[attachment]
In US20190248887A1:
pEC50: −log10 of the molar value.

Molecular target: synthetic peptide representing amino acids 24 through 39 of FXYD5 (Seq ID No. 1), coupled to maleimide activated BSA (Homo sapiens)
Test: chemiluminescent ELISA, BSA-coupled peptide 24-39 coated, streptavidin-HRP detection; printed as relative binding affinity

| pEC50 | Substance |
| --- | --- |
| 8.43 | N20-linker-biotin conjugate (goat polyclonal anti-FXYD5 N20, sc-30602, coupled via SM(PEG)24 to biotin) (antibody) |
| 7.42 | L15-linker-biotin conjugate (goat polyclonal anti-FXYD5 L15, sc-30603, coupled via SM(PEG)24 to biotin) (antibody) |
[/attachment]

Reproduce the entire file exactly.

In US20190248887A1:
pEC50: −log10 of the molar value.

Molecular target: synthetic peptide representing amino acids 24 through 39 of FXYD5 (Seq ID No. 1), coupled to maleimide activated BSA (Homo sapiens)
Test: chemiluminescent ELISA, BSA-coupled peptide 24-39 coated, streptavidin-HRP detection; printed as relative binding affinity

| pEC50 | Substance |
| --- | --- |
| 8.43 | N20-linker-biotin conjugate (goat polyclonal anti-FXYD5 N20, sc-30602, coupled via SM(PEG)24 to biotin) (antibody) |
| 7.42 | L15-linker-biotin conjugate (goat polyclonal anti-FXYD5 L15, sc-30603, coupled via SM(PEG)24 to biotin) (antibody) |